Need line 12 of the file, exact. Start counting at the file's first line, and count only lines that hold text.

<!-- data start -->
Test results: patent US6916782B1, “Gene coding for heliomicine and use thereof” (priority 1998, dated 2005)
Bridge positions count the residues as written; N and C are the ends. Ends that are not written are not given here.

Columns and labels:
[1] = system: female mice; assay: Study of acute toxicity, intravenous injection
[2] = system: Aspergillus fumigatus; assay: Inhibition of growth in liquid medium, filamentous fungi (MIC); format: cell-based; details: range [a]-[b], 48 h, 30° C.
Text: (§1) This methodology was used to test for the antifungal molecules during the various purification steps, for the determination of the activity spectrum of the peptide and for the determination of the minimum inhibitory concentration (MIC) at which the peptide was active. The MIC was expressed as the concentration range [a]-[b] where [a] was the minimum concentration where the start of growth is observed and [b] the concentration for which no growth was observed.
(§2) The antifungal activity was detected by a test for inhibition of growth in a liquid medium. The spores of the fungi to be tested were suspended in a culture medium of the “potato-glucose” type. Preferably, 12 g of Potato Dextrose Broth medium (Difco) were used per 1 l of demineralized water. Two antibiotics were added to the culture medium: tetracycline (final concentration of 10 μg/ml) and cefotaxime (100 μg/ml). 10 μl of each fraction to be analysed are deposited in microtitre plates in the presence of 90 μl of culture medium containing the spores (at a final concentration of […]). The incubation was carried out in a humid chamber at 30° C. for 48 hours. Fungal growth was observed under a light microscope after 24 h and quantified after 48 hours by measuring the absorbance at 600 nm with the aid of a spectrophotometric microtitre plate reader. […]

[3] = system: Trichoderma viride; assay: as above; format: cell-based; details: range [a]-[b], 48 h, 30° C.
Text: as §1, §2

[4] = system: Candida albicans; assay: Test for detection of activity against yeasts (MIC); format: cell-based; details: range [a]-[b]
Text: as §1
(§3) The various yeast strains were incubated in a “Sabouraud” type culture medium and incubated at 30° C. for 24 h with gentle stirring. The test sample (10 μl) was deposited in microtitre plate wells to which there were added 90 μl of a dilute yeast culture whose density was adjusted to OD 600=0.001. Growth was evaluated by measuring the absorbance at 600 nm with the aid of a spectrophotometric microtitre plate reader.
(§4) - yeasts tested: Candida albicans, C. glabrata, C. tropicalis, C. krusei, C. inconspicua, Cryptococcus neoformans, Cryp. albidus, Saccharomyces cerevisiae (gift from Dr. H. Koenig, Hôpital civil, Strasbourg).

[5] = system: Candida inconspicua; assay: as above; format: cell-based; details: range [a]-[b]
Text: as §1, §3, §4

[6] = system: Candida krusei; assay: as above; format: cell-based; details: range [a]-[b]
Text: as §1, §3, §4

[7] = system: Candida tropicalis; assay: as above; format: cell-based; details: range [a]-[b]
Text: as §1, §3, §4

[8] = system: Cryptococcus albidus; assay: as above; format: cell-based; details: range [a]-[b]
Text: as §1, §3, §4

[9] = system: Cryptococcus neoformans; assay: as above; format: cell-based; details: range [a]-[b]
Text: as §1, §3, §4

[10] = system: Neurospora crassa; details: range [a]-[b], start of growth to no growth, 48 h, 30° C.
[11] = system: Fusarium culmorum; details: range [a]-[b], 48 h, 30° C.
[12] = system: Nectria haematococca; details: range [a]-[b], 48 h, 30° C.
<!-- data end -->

(§3) The various yeast strains were incubated in a “Sabouraud” type culture medium and incubated at 30° C. for 24 h with gentle stirring. The test sample (10 μl) was deposited in microtitre plate wells to which there were added 90 μl of a dilute yeast culture whose density was adjusted to OD 600=0.001. Growth was evaluated by measuring the absorbance at 600 nm with the aid of a spectrophotometric microtitre plate reader.